The UK chancellor of the exchequer has spoken out about the rising cyber-capability of "hostile foreign actors" and said the UK needs to enhance its offensive cyber capabilities to combat hackers who may soon target British critical infrastructure including airports and power grids.

"A small number of hostile foreign actors have developed and deployed offensive cyber capabilities, including destructive ones. These capabilities threaten the security of the UK's critical national infrastructure," Philip Hammond MP warned in a speech on 1 November.

He continued: "Increasingly, the systems that underpin our daily lives are connected to the internet – air traffic control, satellites, power grids – as well as the domestic devices in our pockets, our homes and our cars.

"If we do not have the ability to respond in cyberspace to an attack that takes down our power networks leaving us in darkness, or hits our air traffic control system, grounding our planes, we would be left with the impossible choice of turning the other cheek and ignoring the devastating consequences, or resorting to a military response."

The speech, which was made during the launch of the UK's latest National Cybersecurity strategy (2016-2020), elaborated on how the UK government – and British intelligence agencies MI5 and GCHQ – will now develop a "fully functioning and operational cyber counter-attack" capability.

Phillip Hammond UK government
Hammond: "We will not only defend ourselves in cyberspace; we will strike back in kind when we are attacked." Bethany Clarke/Getty Images

"There is no doubt in my mind that the precursor to any future state-on-state conflict would be a campaign of escalating cyber-attacks, to break down our defences and test our resolve before the first shot is fired," Hammond said, adding: "We will not only defend ourselves in cyberspace; we will strike back in kind when we are attacked."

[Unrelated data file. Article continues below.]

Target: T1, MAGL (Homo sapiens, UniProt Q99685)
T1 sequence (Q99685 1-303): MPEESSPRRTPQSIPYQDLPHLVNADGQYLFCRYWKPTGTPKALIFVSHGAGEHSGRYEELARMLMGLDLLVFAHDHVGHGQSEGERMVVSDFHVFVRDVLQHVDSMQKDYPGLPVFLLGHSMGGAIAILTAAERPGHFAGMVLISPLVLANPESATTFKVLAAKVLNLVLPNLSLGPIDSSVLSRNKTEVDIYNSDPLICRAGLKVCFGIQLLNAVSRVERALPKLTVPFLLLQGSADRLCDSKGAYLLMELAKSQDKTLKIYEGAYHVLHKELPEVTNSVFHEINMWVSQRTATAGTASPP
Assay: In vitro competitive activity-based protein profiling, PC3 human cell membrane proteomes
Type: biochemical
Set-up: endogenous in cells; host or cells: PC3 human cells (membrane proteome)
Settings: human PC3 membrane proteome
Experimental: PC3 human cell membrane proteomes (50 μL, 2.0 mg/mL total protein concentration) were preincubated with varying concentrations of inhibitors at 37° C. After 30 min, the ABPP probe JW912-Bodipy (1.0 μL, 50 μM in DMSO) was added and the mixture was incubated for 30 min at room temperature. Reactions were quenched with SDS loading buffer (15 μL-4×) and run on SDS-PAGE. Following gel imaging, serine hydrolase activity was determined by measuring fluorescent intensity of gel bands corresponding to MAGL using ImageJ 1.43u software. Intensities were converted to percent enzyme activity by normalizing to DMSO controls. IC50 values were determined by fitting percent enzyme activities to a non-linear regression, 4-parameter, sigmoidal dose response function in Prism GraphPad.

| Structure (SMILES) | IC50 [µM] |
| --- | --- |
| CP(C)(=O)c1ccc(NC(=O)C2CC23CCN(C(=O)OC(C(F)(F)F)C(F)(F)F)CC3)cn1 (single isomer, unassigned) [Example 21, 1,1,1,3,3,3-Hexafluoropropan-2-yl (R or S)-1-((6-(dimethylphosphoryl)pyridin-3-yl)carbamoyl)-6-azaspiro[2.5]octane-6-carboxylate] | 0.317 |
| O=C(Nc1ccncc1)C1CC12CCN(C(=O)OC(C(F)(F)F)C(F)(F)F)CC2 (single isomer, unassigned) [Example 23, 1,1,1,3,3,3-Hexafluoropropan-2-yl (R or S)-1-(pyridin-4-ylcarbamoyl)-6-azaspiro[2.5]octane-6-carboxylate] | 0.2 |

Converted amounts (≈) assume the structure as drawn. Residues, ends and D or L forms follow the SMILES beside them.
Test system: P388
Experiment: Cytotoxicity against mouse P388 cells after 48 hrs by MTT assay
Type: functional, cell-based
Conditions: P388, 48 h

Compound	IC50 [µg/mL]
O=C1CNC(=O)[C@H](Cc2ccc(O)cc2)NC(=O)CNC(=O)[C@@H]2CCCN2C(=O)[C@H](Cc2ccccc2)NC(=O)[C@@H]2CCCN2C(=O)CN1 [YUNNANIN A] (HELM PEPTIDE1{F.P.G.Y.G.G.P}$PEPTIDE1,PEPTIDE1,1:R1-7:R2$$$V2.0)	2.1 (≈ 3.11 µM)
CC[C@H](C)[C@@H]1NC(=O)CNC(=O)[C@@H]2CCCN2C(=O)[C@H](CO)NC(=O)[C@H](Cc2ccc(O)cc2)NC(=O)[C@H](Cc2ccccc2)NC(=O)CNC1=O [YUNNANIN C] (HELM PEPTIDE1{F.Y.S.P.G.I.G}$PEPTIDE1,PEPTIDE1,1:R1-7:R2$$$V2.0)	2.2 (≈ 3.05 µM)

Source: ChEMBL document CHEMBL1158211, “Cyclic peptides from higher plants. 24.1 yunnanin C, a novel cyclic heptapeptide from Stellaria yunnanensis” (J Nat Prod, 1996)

As previously reported, the latest cybersecurity strategy comes alongside a significant £1.9bn spending boost – which will be used to hire new specialists, invest in the latest cybercrime protection technology and help establish a so-called 'Cybersecurity Research Institute'.

The increased investment comes amid an increase in alleged nation-state hacking. Most recently, a rift has developed between the US and Russia over suspected tampering in the upcoming presidential elections. Furthermore, Kremlin-linked groups are believed to have directly targeted the US Democratic Party.

In his speech, Hammond failed to specifically name any of the "hostile" threats he was referring to – yet the cybersecurity strategy itself names "Russian-language organised criminal groups (OCGs) in Eastern Europe" as a major source of "fraud, theft and extortion" cyberattacks against the UK.

On nation-state activity, the report adds: "We regularly see attempts by states and state-sponsored groups to penetrate UK networks for political, diplomatic, technological, commercial and strategic advantage, with a principal focus on the government, defence, finance, energy and telecommunications sectors."

It claims that – currently – only a handful of countries have the technical ability to pose a serious threat to the UK, yet admits "many other states are developing sophisticated cyber programmes that could pose a threat to UK interests in the near future."